The United States President Donald Trump’s daughter and adviser, Ivanka has announced she is shutting down her clothing line. According to her, she hopes to focus on her work in Washington. A tough decision it must be as it is unusual for any member of the First Family to make such a decision – picking politics over business and vice-versa.
Quoting the White House senior adviser, she said on Tuesday her
“…focus for the foreseeable future will be the work I am doing here in Washington” and called the company’s closure “the only fair outcome for my team and partners.” Trump handed over day-to-day operations after her father won the election but continued to own the company. This raised ethical concerns as some of the company’s activities were against the government’s policy thrust.
Based in the Trump Tower in New York, the brand had been dropped by retailers such as Nordstrom due to flagging sales. Its dresses, shoes and handbags were regarded as conflicting with the US Government’s job creation drive as they were all made in foreign countries. Some of its factories are in China and Indonesia.
Meanwhile, the closure comes as a surprise even within the company, which has 18 employees. As recently as last week, officials had been discussing the implementation of long-delayed oversight of its foreign factory partners.
Company chief Abigail Klem said last year she had been planning her first trip to tour some of the facilities that make Ivanka Trump products, and she said the company would boost oversight of the treatment of its largely female workforce. The company never shared details of those initiatives.
Trump’s brand of affordable fashion for young, professional women became a polarizing political statement, bought in solidarity by Trump supporters and boycotted vigorously by others.
“Views on the brand have become highly polarized, and it has become a lightning rod for protests and boycotts,” said Neil Saunders, managing director of GlobalData Retail. “While the company is still viable, doing business has become far more challenging and these problems will only increase.”
Trump will retain the copyrights and intellectual property associated with her brand, which analysts say leaves the door open for future relaunches.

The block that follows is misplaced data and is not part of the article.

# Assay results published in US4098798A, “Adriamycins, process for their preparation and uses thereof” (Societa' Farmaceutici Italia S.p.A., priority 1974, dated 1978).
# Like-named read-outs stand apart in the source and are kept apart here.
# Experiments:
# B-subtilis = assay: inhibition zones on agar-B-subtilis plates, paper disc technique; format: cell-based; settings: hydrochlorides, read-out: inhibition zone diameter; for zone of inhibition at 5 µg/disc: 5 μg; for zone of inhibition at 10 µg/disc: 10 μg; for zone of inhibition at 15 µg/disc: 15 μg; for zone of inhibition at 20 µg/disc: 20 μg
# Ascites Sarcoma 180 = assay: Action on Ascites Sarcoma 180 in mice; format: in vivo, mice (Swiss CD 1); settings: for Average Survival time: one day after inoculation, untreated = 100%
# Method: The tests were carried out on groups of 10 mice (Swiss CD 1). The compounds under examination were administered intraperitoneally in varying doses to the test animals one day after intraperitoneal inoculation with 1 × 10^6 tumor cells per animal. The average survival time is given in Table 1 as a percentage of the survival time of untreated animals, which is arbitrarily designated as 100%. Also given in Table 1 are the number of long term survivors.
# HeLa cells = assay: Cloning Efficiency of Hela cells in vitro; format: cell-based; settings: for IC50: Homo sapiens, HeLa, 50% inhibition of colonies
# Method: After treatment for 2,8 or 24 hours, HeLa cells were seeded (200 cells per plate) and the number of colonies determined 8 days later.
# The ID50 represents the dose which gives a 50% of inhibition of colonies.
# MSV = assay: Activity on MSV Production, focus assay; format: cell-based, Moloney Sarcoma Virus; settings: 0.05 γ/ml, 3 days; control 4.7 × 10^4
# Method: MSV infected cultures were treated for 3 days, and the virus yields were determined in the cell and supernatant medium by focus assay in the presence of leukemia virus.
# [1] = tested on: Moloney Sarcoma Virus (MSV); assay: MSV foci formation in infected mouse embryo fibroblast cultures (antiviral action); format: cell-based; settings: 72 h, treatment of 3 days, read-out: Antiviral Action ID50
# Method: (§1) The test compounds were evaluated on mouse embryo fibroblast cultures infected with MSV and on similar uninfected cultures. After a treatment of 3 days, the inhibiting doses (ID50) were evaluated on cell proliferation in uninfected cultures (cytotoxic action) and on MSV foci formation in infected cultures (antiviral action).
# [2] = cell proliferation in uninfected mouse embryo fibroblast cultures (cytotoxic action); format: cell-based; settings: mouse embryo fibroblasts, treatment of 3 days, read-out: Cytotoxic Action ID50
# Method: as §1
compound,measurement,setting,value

The announcement comes less than two weeks after Canadian department store chain Hudson’s Bay Co. said it would remove all Ivanka Trump products from its website and 90 stores because of the brand’s “performance.”
A number of national retailers, including Lord and Taylor, Dillards, Bloomingdales and Amazon.com, carry the first daughter’s line and will continue to do so until their agreements run out.
Trump started her fine-jewelry line in 2007 and has since expanded to shoes, clothing and eyewear. In December, she opened a store in the lobby of Manhattan’s Trump Tower, where, she said, she hoped to sell handbags, jewelry and candles directly to consumers, raising concerns among some ethics experts, who said it was yet another way for the Trump family to tap into the wallets of their supporters.
Ethics experts said the arrangement continued to raise a number of red flags a-year-and-a-half into the Trump presidency.
“Shutting down now is too little, too late,” said Norman Eisen, who served as chief White House ethics lawyer under President Barack Obama. “She maintains a number of other business ties, including her trademarks in China, making this a profoundly conflicted role.”
Ivanka Trump made more than $5 million from her fashion company between January 2016 and March 2017, according to financial disclosures released last year. She also received $3.9 million from her family’s D.C. hotel last year, according to government disclosure forms.
Other Trump-branded businesses, many of which Ivanka had a hand in growing and in which she still holds a financial stake, have experienced differing fortunes since Trump’s presidency began last year. The company’s name has come down off of hotels in Toronto, Panama and New York’s Soho neighborhood, as well as from some residential buildings in New York.
While the Trump Hotel in Washington charges some of the highest rates in the city and has become a popular meeting place for Republican political groups, religious organizations and businesses, data on other Trump properties including the Mar-a-Lago resort in Florida show signs of price drops as sports teams and charities move their business elsewhere.
Sales data on Trump-branded condominiums in New York City show them attracting lower prices than competing properties since Donald Trump became president. Meanwhile, the Trump Organization’s plans to dramatically expand its hotel portfolio in the United States have failed to progress, having opened no hotels under its announced “Scion” and “American Idea” brands.